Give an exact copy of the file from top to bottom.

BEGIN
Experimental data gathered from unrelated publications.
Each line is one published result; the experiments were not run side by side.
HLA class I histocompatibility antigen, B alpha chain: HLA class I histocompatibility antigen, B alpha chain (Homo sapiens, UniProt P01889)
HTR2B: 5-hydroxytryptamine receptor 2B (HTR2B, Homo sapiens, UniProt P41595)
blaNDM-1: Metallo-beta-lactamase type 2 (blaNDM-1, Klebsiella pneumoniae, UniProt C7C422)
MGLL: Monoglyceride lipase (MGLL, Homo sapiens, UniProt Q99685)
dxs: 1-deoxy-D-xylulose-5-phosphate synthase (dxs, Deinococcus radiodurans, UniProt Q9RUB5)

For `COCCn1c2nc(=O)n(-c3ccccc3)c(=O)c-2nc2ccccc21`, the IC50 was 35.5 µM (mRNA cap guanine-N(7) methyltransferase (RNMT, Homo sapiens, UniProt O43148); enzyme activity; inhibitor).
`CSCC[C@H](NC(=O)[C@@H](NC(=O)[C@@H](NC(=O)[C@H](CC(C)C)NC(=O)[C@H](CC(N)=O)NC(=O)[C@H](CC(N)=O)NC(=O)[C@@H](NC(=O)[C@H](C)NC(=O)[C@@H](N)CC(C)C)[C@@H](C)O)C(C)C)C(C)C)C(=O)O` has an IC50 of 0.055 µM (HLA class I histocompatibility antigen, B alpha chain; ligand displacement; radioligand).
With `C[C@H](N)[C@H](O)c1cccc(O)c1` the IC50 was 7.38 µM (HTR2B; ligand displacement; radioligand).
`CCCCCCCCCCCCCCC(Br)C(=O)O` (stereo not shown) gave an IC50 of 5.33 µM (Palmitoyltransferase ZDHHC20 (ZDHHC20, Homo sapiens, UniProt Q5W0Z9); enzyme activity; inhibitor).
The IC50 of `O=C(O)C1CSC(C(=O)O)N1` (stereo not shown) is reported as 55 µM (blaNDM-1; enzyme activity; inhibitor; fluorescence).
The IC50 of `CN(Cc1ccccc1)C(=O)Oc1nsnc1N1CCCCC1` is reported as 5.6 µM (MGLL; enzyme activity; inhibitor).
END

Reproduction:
Experimental data gathered from unrelated publications.
Each line is one published result; the experiments were not run side by side.
HLA class I histocompatibility antigen, B alpha chain: HLA class I histocompatibility antigen, B alpha chain (Homo sapiens, UniProt P01889)
HTR2B: 5-hydroxytryptamine receptor 2B (HTR2B, Homo sapiens, UniProt P41595)
blaNDM-1: Metallo-beta-lactamase type 2 (blaNDM-1, Klebsiella pneumoniae, UniProt C7C422)
MGLL: Monoglyceride lipase (MGLL, Homo sapiens, UniProt Q99685)
dxs: 1-deoxy-D-xylulose-5-phosphate synthase (dxs, Deinococcus radiodurans, UniProt Q9RUB5)

For `COCCn1c2nc(=O)n(-c3ccccc3)c(=O)c-2nc2ccccc21`, the IC50 was 35.5 µM (mRNA cap guanine-N(7) methyltransferase (RNMT, Homo sapiens, UniProt O43148); enzyme activity; inhibitor).
`CSCC[C@H](NC(=O)[C@@H](NC(=O)[C@@H](NC(=O)[C@H](CC(C)C)NC(=O)[C@H](CC(N)=O)NC(=O)[C@H](CC(N)=O)NC(=O)[C@@H](NC(=O)[C@H](C)NC(=O)[C@@H](N)CC(C)C)[C@@H](C)O)C(C)C)C(C)C)C(=O)O` has an IC50 of 0.055 µM (HLA class I histocompatibility antigen, B alpha chain; ligand displacement; radioligand).
With `C[C@H](N)[C@H](O)c1cccc(O)c1` the IC50 was 7.38 µM (HTR2B; ligand displacement; radioligand).
`CCCCCCCCCCCCCCC(Br)C(=O)O` (stereo not shown) gave an IC50 of 5.33 µM (Palmitoyltransferase ZDHHC20 (ZDHHC20, Homo sapiens, UniProt Q5W0Z9); enzyme activity; inhibitor).
The IC50 of `O=C(O)C1CSC(C(=O)O)N1` (stereo not shown) is reported as 55 µM (blaNDM-1; enzyme activity; inhibitor; fluorescence).
The IC50 of `CN(Cc1ccccc1)C(=O)Oc1nsnc1N1CCCCC1` is reported as 5.6 µM (MGLL; enzyme activity; inhibitor).